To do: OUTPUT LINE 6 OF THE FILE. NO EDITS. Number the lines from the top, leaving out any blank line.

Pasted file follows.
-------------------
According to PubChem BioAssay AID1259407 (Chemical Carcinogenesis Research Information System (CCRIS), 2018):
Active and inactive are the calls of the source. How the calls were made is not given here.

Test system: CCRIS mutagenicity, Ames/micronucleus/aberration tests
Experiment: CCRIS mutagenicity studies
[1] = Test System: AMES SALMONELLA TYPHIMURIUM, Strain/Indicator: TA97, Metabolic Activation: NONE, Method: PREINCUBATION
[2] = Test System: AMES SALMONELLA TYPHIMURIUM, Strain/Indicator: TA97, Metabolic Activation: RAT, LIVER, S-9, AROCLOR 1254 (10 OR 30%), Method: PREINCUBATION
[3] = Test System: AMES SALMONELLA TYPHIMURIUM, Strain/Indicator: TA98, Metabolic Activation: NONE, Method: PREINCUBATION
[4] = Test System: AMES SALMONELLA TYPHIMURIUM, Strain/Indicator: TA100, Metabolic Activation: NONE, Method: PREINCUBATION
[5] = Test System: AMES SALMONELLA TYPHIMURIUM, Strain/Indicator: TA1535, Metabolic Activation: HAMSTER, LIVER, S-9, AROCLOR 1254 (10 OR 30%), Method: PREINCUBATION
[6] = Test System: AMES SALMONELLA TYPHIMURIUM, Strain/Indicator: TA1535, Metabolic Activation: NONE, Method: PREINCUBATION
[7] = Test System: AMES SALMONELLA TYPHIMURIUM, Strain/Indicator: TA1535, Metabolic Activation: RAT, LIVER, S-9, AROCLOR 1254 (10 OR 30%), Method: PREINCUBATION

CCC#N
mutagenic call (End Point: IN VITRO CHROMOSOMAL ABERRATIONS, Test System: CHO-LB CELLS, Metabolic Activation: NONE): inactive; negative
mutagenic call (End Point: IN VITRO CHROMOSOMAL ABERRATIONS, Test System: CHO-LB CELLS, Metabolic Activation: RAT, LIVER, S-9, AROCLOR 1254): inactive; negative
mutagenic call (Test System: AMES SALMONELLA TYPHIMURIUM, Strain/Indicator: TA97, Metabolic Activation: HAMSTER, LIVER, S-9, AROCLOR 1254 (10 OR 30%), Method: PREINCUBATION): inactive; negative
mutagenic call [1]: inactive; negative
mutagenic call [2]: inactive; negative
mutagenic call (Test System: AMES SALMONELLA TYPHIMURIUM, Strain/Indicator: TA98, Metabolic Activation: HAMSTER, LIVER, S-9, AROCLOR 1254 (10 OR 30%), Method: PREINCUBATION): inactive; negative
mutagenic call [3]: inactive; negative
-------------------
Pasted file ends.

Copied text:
[2] = Test System: AMES SALMONELLA TYPHIMURIUM, Strain/Indicator: TA97, Metabolic Activation: RAT, LIVER, S-9, AROCLOR 1254 (10 OR 30%), Method: PREINCUBATION